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Iraqi President asks Trump not to “overburden” Iraq with US issues

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Iraq

On Monday, Iraq’s President Barham Salih rejected US President Donald Trump’s plans to keep U.S. military forces in Iraq to keep a “watch” on Iran, saying that the United States should not force its own “policy priorities” on Iraq.

 

Salih expressed his surprise at the US President’s declaration as he made the comment without seeking permission from Iraq to use Al-Asad air base (where US forces are positioned) to monitor Iran’s activities. Speaking at a public forum in Baghdad, Salih said, “We find these comments strange…He didn’t ask Iraq about this.”

 

He clarified that US troops in Iraq were as a part of an agreement between the two nations, with a specific mission to fight terrorism. He said, “We will not allow this. Iraq does not want to be a party or axis to any conflict between multiple countries.”

 

He also said that the Iraqi constitution doesn’t allow the use of Iraq as a base to threaten the interests or security of neighboring countries, as it might heighten tensions in an otherwise war-prone zone.

 

Warning the US President, he added, “Don’t overburden Iraq with your own issues.”

 

Trump said in an interview to “Face the Nation” aired on CBS on Sunday, ‘I want to be able to watch Iran…We spent a fortune on building this incredible base. We might as well keep it. And one of the reasons I want to keep it is because I want to be looking a little bit at Iran because Iran is a real problem.”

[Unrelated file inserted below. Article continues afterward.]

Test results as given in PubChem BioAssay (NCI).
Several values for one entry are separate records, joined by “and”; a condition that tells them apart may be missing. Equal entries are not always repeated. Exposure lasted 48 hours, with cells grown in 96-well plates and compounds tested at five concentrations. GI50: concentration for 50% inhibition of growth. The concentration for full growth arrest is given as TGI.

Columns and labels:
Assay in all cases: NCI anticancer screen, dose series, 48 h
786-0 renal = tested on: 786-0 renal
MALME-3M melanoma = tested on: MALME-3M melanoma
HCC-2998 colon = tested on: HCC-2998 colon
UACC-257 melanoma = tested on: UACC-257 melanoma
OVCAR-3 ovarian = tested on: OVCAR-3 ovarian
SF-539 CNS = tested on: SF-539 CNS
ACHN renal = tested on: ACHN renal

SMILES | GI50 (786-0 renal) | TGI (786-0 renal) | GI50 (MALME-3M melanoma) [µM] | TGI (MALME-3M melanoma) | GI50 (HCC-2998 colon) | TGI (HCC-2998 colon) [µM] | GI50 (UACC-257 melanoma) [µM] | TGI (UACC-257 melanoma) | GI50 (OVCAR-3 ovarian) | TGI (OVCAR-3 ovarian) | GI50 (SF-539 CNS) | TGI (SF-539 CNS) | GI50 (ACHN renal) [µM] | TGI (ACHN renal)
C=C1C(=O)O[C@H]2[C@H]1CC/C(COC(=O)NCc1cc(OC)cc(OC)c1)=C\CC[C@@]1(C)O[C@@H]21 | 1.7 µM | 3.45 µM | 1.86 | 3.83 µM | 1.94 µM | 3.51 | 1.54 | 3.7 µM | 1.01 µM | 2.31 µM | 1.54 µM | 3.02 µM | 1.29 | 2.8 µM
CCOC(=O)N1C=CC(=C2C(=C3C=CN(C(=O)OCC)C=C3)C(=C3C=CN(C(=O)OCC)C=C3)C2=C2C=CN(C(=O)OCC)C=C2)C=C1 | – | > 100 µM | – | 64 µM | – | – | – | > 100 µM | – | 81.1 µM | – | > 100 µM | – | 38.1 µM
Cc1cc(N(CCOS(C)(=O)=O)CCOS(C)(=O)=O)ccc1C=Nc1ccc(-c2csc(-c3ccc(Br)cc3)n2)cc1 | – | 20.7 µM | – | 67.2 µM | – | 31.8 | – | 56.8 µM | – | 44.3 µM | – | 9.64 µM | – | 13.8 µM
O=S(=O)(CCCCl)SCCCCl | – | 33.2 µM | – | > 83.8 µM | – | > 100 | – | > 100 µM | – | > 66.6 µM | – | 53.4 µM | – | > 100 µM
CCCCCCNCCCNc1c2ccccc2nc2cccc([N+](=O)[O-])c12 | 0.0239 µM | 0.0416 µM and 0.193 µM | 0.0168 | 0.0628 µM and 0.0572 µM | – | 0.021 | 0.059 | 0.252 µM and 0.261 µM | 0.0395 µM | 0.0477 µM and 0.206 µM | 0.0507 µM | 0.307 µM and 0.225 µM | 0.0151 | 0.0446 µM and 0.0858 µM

Trump said (referring to the Iraqi air base) that it is “perfectly situated for looking at all over different parts of the troubled Middle East.”

 

Trump’s surprise visit to an air base in western Iraq in December, made Iraqi lawmakers clamour for the withdrawal of US forces from their nation. Trump’s recent comment acted as fuel to fire as it further angered Iraqi politicians and Iranian-backed factions in the country. Some Iraqi leaders have pledged to draft a bill for the pull out of US troops, while others are asking for revision of the agreement which allows approximately 5,200 American stationed in Iraq.

 

Qais al-Khazali, head of Asaib Ahl al-Haq, or League of the Righteous, made a more provocative statement stating that U.S. troops may eventually be driven out by force if they do not do so peacefully (by the will of people).

 

Former Prime Minister Haider al-Abadi also wrote on Twitter about the need to respect Iraq’s sovereignty. He wrote, “Iraq should not be used as a springboard to attack its neighbors. We are not proxies in conflicts outside the interests of our nation.”

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